Dear Doctors: What is your opinion of the brain and memory supplements that we see advertised on TV? I'm also curious about other supplements, like the ones that are advertised to help with vision or for joint health. Do any really help?
Dear Reader: Consumers are inundated with ads for a wide array of supplements that manufacturers claim can slow some of the effects of aging. And small wonder. These products are big business. The worldwide market for memory supplements alone, which this year hit $9.9 billion -- yes, that's billion with a “b” -- is expected to more than triple in the coming decade. Other popular supplements include those to improve joint health and safeguard vision.
Let's begin with the so-called brain supplements, which ads suggest can improve memory, concentration and focus. Their ingredients typically include chemical compounds that have been shown to have anti-inflammatory, antioxidant and anticoagulant properties. Read the labels, and you'll see lion's mane mushroom, ginseng, gingko biloba, lutein, turmeric, B vitamins, vitamin E and omega-3 fatty acids in various forms, combinations and concentrations. Some products get a bit more exotic, including one based on a protein found in jellyfish.
A few small studies have found a tenuous connection between some of these ingredients and benefits to memory. However, the results of larger-scale and more rigorous research into whether memory supplements are helpful continue to be inconclusive.
Studies into the efficacy of joint supplements, which typically include glucosamine and chondroitin, have also had conflicting results. Based on the research thus far, it's not possible to say if they are effective.
When it comes to certain supplements for eyesight, however, there is better news. Two major clinical trials, known as AREDS and AREDS2, have shown that a specific combination of vitamins and minerals can slow the progression of age-related macular degeneration. However, these supplements do not prevent someone from developing the disease. These supplements bear the AREDS name. (AREDS is short for Age-Related Eye Disease Studies.)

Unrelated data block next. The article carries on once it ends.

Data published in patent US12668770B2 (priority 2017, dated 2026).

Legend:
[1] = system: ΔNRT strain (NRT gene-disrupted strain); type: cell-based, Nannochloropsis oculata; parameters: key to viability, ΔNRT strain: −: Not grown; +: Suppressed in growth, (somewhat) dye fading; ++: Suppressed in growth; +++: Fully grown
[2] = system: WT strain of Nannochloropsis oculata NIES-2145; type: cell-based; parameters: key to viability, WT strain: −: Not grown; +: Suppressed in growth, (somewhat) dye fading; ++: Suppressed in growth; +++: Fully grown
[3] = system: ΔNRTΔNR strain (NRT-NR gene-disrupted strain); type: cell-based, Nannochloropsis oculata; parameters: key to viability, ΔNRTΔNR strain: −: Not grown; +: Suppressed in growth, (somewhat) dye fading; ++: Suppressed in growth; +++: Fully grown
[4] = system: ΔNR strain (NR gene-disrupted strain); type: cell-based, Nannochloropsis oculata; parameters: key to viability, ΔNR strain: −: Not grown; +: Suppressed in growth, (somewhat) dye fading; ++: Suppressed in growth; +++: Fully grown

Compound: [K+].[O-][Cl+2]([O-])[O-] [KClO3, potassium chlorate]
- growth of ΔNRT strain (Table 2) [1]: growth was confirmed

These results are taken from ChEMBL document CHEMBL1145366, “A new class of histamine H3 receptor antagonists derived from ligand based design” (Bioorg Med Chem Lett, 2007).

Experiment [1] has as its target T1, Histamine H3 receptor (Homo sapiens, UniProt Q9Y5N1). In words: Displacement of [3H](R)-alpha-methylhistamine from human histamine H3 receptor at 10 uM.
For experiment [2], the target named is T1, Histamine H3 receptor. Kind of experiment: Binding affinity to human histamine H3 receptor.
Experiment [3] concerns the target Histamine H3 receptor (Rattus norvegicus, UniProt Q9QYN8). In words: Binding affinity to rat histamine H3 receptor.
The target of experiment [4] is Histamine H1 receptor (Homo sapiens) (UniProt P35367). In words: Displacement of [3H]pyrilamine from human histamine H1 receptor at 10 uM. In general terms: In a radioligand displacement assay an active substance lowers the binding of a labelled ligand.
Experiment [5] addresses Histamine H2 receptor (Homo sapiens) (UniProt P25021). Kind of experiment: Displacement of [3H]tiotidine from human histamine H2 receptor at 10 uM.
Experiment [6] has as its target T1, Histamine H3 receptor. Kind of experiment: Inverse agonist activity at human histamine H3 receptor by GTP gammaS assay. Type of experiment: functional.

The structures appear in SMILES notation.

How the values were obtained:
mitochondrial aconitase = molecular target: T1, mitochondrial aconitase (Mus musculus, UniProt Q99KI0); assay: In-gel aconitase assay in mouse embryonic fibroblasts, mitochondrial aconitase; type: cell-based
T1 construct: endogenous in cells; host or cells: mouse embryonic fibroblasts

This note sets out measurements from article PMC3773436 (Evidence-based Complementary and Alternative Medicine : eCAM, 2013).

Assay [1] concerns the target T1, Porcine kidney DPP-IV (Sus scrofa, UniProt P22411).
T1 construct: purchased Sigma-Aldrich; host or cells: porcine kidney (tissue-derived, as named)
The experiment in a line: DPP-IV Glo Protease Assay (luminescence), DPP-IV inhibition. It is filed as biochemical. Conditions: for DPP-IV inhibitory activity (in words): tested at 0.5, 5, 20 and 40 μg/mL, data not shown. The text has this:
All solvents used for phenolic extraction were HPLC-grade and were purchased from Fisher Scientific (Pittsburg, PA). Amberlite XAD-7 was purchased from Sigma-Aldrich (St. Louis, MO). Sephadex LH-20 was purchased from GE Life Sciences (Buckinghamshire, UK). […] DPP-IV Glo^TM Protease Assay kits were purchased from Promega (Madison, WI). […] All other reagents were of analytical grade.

When working with our patients, we don't actively discourage them from taking a supplement. After all, the placebo effect can also be quite powerful. But we do make clear that a supplement is exactly that: an add-on to a healthy lifestyle. It is not meant to replace the measures we know are proven to stall aging and promote memory. Those are (and we're sure this is news to no one) regular physical activity, optimal nutrition, adequate sleep and robust social connections. Cognitive exercises, successfully managing blood pressure and blood sugar levels, and limiting cardiovascular risk factors are also known to reduce dementia risk.
Some supplements can cause side effects, such as stomach upset, headache or nausea. Others can interact with medications. For instance, St. John's wort can speed the breakdown of heart medications, antidepressants and birth control pills, which renders them less effective. Vitamin K can interfere with the effects of warfarin, a blood thinner used to prevent blood clots. When someone wants to start taking a supplement, it is always wise to check in with their doctor.
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